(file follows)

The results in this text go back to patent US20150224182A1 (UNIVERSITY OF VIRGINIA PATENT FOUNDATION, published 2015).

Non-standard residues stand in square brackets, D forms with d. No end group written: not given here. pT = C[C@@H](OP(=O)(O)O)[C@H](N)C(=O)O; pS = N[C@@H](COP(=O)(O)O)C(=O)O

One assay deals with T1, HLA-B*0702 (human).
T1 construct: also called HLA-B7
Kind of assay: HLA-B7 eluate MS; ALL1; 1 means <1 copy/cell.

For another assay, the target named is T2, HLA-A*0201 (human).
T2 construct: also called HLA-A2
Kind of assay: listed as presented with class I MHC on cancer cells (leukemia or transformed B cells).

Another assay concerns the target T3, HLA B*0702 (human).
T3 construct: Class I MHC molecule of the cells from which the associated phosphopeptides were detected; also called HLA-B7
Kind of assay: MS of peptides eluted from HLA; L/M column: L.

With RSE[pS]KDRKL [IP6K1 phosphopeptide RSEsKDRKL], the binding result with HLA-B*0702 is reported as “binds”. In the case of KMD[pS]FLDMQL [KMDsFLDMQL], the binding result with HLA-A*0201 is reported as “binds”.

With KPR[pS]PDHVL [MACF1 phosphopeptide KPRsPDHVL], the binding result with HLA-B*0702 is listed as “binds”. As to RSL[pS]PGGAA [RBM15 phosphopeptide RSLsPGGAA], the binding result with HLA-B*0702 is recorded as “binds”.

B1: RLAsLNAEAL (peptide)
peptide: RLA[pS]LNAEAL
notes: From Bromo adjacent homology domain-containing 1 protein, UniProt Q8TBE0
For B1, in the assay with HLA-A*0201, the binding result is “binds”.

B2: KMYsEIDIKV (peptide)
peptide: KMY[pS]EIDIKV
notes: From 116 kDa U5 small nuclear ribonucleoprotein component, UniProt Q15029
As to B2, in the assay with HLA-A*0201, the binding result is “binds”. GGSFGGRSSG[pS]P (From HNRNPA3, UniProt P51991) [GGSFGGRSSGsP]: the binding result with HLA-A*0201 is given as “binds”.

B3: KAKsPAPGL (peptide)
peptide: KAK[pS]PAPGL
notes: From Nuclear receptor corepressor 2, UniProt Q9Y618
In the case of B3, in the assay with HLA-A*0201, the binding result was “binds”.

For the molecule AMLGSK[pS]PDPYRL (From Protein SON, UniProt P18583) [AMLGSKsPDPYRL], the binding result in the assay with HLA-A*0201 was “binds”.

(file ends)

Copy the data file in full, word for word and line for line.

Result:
The results in this text go back to patent US20150224182A1 (UNIVERSITY OF VIRGINIA PATENT FOUNDATION, published 2015).

Non-standard residues stand in square brackets, D forms with d. No end group written: not given here. pT = C[C@@H](OP(=O)(O)O)[C@H](N)C(=O)O; pS = N[C@@H](COP(=O)(O)O)C(=O)O

One assay deals with T1, HLA-B*0702 (human).
T1 construct: also called HLA-B7
Kind of assay: HLA-B7 eluate MS; ALL1; 1 means <1 copy/cell.

For another assay, the target named is T2, HLA-A*0201 (human).
T2 construct: also called HLA-A2
Kind of assay: listed as presented with class I MHC on cancer cells (leukemia or transformed B cells).

Another assay concerns the target T3, HLA B*0702 (human).
T3 construct: Class I MHC molecule of the cells from which the associated phosphopeptides were detected; also called HLA-B7
Kind of assay: MS of peptides eluted from HLA; L/M column: L.

With RSE[pS]KDRKL [IP6K1 phosphopeptide RSEsKDRKL], the binding result with HLA-B*0702 is reported as “binds”. In the case of KMD[pS]FLDMQL [KMDsFLDMQL], the binding result with HLA-A*0201 is reported as “binds”.

With KPR[pS]PDHVL [MACF1 phosphopeptide KPRsPDHVL], the binding result with HLA-B*0702 is listed as “binds”. As to RSL[pS]PGGAA [RBM15 phosphopeptide RSLsPGGAA], the binding result with HLA-B*0702 is recorded as “binds”.

B1: RLAsLNAEAL (peptide)
peptide: RLA[pS]LNAEAL
notes: From Bromo adjacent homology domain-containing 1 protein, UniProt Q8TBE0
For B1, in the assay with HLA-A*0201, the binding result is “binds”.

B2: KMYsEIDIKV (peptide)
peptide: KMY[pS]EIDIKV
notes: From 116 kDa U5 small nuclear ribonucleoprotein component, UniProt Q15029
As to B2, in the assay with HLA-A*0201, the binding result is “binds”. GGSFGGRSSG[pS]P (From HNRNPA3, UniProt P51991) [GGSFGGRSSGsP]: the binding result with HLA-A*0201 is given as “binds”.

B3: KAKsPAPGL (peptide)
peptide: KAK[pS]PAPGL
notes: From Nuclear receptor corepressor 2, UniProt Q9Y618
In the case of B3, in the assay with HLA-A*0201, the binding result was “binds”.

For the molecule AMLGSK[pS]PDPYRL (From Protein SON, UniProt P18583) [AMLGSKsPDPYRL], the binding result in the assay with HLA-A*0201 was “binds”.